Paul Craig was a second away from retirement before miraculous victory at UFC London

Paul Craig won himself a new four-fight deal with the UFC after he submitted newcomer Magomed Ankalaev in the final second of their light heavyweight showdown in London.

After the fight, Craig told U.K. outlet Metro that he would have retired after the fight if he wasn’t offered a new UFC contract.

During an appearance on the latest episode of The MMA Hour, “Bearjew” insisted that he would have no interest in competing outside the UFC, and for that reason he was willing to hang up his gloves if the promotion wasn’t willing to offer him a new deal.

“When you set yourself goals, you don’t want anything less,” Craig told Ariel Helwani. “I don’t want to be taking the damage that I take, especially that last fight, for anything less than the best.

“It’s not about financial gains for me because you know you can make more money through other shows. For me, it was about being the best I can be and fighting at the best level. That was my whole reason for doing it.”

Craig made up his mind before the fight that he would walk away if he didn’t secure a new contract, but he kept his decision to himself.

“I never even said it to anybody, my family or my friends. My coach, Brian (Gallacher) said to me afterwards, ‘Was that true?’ and I said, ‘Aye, it was. I set myself the goal of UFC, so it’s either UFC or nothing.’ I’m an all or nothing guy.”

Recalling the sequence that led to the fight-stopping triangle choke, Craig claims that he knew he had to get Ankalaev to over-commit to have a chance of securing the submission.

“I knew if I could get him to over-commit to one of his shots, there was always an opportunity for a triangle. Prior to being in that position he had been swinging these bombs and quite a few of them landed,” he remembered.

“I managed to control his hip and I was controlling his wrist and he over-committed. He opened up and he was pulling back and a gap opened for a split second and I thought I’d nail the triangle. If he hadn’t (thrown the punch) with the same intensity that he threw it, I wouldn’t be sitting here talking to you.”

Although he didn’t know until two days after the win that he had secured a new deal, he described his emotions after he claimed the last-second victory.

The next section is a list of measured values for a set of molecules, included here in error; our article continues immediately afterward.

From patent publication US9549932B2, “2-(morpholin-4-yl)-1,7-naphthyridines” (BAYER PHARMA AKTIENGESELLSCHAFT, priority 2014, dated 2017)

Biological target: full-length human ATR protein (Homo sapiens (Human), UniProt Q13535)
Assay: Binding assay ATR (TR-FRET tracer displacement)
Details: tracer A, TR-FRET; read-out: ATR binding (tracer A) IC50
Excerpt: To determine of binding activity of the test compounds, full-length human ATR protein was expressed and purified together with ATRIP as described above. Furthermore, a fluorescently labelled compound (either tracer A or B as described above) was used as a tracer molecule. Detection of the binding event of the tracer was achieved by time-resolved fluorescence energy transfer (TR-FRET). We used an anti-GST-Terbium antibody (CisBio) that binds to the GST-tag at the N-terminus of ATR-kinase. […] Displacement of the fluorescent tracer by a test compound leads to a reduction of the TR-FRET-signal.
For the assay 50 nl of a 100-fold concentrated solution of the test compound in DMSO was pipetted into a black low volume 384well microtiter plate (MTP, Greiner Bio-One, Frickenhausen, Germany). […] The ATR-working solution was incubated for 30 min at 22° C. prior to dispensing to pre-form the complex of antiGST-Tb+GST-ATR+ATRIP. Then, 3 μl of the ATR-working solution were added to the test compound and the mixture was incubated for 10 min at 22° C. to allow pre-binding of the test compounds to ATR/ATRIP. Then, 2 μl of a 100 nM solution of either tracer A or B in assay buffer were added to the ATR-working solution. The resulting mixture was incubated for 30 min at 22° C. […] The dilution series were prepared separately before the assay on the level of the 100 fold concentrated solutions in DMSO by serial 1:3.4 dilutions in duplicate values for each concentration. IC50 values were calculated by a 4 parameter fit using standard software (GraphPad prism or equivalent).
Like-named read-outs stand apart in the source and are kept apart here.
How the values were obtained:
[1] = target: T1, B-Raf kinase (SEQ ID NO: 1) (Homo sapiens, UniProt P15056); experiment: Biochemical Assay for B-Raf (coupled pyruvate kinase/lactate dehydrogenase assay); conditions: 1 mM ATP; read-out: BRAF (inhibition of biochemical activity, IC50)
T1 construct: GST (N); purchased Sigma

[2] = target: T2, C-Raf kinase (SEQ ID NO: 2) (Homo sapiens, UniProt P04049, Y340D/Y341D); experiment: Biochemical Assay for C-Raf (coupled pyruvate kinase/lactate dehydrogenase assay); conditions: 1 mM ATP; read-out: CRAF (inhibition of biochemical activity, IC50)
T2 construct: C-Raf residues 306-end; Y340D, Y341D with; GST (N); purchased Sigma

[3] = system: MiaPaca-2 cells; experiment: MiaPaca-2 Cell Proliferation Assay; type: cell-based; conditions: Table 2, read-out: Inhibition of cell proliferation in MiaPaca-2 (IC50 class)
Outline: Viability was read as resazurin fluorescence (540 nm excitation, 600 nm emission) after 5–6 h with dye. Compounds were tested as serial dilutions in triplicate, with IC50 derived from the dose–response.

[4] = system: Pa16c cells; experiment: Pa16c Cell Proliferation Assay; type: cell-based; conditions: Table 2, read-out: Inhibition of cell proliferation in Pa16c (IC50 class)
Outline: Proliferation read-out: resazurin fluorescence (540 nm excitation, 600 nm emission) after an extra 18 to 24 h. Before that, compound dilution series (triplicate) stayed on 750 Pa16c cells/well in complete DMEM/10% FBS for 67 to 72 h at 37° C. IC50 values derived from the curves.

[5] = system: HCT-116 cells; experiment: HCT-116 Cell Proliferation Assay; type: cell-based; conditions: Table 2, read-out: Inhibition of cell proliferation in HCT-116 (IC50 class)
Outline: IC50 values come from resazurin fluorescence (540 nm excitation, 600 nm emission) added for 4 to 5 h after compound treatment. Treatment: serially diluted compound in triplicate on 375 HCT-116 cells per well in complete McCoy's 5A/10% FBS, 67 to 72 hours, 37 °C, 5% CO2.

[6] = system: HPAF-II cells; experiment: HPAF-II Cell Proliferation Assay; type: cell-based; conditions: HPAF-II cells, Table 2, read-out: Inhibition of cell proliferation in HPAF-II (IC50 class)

“It’s unexplainable, the feeling and the emotion. Even then I still didn’t know if I had got a contract. I was going backstage unaware of anything with regards to contracts,” Craig said.

“In my heart, I was thinking that 15 minutes with an opponent like Magomed Ankalaev, I thought I didn’t do enough to secure a contract. And then on Monday morning we got an email saying that there was no need to worry and that I was getting a contract after my performance.”

Securing a new contract was a “massive relief” for Craig, who gave up a full-time teaching role shortly after his UFC debut. He hopes the experience will serve as a catalyst as he looks to work his way back up the light heavyweight ladder.

“When we got the contract it was this massive relief. As I said, I was leaving the UFC and I was leaving MMA behind, but I still believe I have some gas left in the tank to get more fights and make my way back up the rankings,” Craig said. “There are so many people in front of me and I believe in my head and in my heart that I can beat them.”

Although he would like to think that he would have been kept on by the promotion even if he didn’t get the win, he doubts that would have been the case.

“This sport isn’t just about fighting, we know that now. Going back years ago, it was about the fighting. Now it’s about the whole package, you have to entertain the crowd. Can you bring the people in to love you? That’s what this is: people only support people they love. Look at Conor McGregor, he’s got love all around the world.

“Do I have enough love in the UK and Scotland? Yes. And obviously I have fans in the US that send me messages all the time. I honestly don’t know. I’d love to say that UFC would have took that chance on me and kept me on. They know the level of opponents that I have fought,” he said.

“I’d love to say yes, but my heart says, ‘No, you lost, you were out.’”

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